Rodland / Yousei Monogatari Rod Land (妖精物語ロッドランド) - Arcade, NES, Commodore 64, Amstrad CPC, ZX Spectrum, Amiga, Atari ST, Game Boy, Mobile, iOS (1990)

What an unfortunate name. Rodland is one of those single-screen arcade-style games like Bubble Bobble or Snow Bros. Like these, the goal is to kill all of the enemies on screen before they kill you. Here, you control one of two fairies (the Japanese part of the title means “Fairy Story”) named Rin and Tam, whose goal is to climb this magic tower, where their mother has been imprisoned. These cute little pastel buggers dispose of their foes by grabbing them with their magic wand and slamming them into the pavement repeatedly. Which is pretty amusing, all things considering, and much more direct than trapping them in bubbles or rolling them in snow.


The catch, of course, is that you can only grab one enemy at a time. It takes a few slams to kill anything, so you’ll often get stuck in Dig Dug-like situations where you grab a foe and toss them to the other side, where they’ll be momentarily stunned, and then take out the next foe. Enemies can be stunned by other enemies that you’ve grabbed, but not killed, which also plays an important part in the strategy. You can’t jump, at least in most of the versions, but you can create small ladders (out of rainbows) that let you climb between the platforms. Some of the high-reaching locations can only be reached by riding on top of balloons, which float from the bottom of the screen in certain stages. Later on, you’ll also find doors which warp you around the screen. You also need to kill the enemies are soon as possible, before “Meanie Mode” is activated, which floods the screen with tons of difficult baddies, thus practically dooming you.


Beneath all of this cute-yet-slightly-sadistic crushing are some interesting scoring mechanics. Any foe, when killed, will randomly drop a weapon, which will automatically be activated when you pick it up. These include bombs, which take out everything in the immediate area; dynamite, which sends waves crashing left and right; tiny little while balls, which bounce around the screen; missiles, which charge straight forward; and “B” balls, which also bounce around a bit. Any enemy that’s killed by one of these subweapons will drop a fruit icon, which will grant many more points than killing them out right.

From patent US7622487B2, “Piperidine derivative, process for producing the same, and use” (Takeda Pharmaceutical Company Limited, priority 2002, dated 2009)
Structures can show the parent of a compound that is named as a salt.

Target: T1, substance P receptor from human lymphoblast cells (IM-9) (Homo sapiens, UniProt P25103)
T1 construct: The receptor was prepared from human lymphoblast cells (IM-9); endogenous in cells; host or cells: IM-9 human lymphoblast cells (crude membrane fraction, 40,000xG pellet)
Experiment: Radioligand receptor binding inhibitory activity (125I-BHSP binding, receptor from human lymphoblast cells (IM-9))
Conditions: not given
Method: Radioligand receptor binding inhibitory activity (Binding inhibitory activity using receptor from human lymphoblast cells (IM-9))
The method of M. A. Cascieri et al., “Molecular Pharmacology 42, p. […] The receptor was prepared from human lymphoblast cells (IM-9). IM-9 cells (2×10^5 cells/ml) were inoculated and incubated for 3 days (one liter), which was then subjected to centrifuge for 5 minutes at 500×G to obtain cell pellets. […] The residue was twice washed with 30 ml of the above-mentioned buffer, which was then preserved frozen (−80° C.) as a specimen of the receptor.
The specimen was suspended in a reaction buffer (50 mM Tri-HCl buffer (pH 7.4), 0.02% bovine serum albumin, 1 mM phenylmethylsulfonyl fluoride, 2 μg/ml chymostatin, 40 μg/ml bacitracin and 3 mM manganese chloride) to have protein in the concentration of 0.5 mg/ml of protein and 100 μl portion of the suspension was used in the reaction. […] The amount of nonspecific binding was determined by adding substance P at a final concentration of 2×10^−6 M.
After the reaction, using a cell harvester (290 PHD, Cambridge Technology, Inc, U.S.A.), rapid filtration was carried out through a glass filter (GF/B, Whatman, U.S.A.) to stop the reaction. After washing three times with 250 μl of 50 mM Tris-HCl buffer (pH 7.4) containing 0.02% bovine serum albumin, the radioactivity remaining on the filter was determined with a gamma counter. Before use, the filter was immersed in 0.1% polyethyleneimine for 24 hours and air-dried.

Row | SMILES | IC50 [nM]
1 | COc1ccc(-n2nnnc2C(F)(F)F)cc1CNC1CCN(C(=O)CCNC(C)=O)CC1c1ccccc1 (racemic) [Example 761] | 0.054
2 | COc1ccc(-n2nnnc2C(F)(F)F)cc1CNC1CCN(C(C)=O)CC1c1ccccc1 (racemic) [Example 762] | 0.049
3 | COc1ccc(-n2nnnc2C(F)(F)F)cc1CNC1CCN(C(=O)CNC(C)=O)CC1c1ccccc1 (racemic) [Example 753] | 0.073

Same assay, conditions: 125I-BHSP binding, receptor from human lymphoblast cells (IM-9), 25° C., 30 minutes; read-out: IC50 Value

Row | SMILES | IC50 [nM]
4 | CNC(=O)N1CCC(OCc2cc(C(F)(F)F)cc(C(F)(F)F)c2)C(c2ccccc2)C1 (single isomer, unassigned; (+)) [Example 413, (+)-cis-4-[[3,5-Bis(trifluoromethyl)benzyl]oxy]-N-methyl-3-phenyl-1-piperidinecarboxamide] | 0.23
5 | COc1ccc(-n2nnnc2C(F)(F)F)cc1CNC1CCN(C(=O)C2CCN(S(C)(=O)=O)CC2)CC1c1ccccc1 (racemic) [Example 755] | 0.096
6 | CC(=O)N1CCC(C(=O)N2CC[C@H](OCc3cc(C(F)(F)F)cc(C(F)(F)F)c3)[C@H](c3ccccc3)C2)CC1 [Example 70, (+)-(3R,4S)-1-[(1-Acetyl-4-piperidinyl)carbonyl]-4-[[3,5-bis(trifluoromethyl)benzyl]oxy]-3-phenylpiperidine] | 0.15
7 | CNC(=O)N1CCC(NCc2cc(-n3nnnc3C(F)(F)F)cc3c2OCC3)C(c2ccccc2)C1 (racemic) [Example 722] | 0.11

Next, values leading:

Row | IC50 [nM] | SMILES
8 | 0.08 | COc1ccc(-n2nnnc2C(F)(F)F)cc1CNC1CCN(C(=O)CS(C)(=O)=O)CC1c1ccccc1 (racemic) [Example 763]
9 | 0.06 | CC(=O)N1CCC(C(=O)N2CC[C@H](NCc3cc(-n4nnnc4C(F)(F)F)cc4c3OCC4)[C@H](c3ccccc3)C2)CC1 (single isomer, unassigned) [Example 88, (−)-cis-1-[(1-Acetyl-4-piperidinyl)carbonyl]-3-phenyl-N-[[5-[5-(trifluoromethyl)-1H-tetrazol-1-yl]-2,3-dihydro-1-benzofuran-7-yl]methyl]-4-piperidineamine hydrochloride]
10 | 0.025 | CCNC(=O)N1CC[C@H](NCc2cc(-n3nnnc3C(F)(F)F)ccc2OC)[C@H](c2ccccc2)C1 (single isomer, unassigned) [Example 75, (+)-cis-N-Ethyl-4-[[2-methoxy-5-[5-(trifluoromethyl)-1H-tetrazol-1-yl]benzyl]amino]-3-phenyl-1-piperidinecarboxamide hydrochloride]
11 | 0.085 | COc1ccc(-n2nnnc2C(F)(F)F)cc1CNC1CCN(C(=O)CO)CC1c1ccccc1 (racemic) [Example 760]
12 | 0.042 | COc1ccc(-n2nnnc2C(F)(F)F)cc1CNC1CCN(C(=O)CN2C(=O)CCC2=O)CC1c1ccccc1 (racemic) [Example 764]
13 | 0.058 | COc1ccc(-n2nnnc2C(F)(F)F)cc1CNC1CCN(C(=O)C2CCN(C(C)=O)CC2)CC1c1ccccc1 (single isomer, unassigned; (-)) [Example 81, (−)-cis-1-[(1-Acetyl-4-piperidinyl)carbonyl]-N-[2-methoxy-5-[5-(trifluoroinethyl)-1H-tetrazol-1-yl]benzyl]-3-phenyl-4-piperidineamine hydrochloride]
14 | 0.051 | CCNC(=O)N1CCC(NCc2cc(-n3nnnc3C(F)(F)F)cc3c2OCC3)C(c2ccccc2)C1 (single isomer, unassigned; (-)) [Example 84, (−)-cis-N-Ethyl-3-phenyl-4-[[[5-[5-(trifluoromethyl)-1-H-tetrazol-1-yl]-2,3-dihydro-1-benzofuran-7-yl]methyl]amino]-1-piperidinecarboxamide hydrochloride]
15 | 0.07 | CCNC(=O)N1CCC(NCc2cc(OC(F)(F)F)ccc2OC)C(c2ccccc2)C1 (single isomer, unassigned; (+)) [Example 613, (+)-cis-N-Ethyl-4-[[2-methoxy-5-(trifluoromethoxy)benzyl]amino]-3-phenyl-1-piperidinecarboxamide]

The screen is also filled with flowers, which grant increasing score bonus as you pick them up in succession, a la Mr. Do. If you grab all of the flowers in the stage, the enemies turn into what appear to be blood drops (or maybe peaches? It’s hard to tell.) Any enemy you kill will drop a letter. If you spell out EXTRA, you’ll get a bonus life. Handy! Of course, if you spend too long in a given stage, all of the enemies will turn nasty and become harder to kill. As you progress through the game, there are a few boss fights, although they don’t really take advantage of any of the more interesting mechanics. They get progressively weirder, consisting of alligators, whales and elephants, culminating in a multi-state battle where you need to fight several forms of a Minotaur, who eventually grows to the height of the entire screen while donning wings and a suit of armor. It’s a bit like the Cyberdemon from Doom, if it had been designed by a ten year old idiot, but it’s all the more charming because of it.


There’s also a “hidden” extra mode, which consists of 31 more stages, complete with new backgrounds, enemies, boss battles and story scenes. This time, you need to find your lost father, who went off exploring in a pyramid and promptly disappeared. So, instead of climb up a tower, you’re delving down into the Egyptian underground, which is apparently populated by robots and other assorted mecha. But that’s not the weirdest part.